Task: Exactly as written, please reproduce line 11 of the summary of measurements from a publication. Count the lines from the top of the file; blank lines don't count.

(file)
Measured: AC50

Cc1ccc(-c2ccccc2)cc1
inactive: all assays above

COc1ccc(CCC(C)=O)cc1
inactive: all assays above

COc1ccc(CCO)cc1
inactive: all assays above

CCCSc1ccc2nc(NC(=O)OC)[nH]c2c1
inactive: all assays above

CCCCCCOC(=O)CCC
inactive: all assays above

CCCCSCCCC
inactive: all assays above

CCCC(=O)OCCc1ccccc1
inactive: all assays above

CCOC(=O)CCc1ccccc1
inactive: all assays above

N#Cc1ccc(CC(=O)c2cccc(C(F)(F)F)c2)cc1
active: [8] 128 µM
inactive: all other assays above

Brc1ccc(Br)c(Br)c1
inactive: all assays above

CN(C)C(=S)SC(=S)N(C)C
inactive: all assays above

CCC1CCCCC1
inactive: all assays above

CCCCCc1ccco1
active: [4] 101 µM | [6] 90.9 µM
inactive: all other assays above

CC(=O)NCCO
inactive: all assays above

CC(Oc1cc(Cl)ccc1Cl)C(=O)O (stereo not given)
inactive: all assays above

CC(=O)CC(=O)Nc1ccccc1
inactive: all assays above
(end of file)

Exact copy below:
inactive: all assays above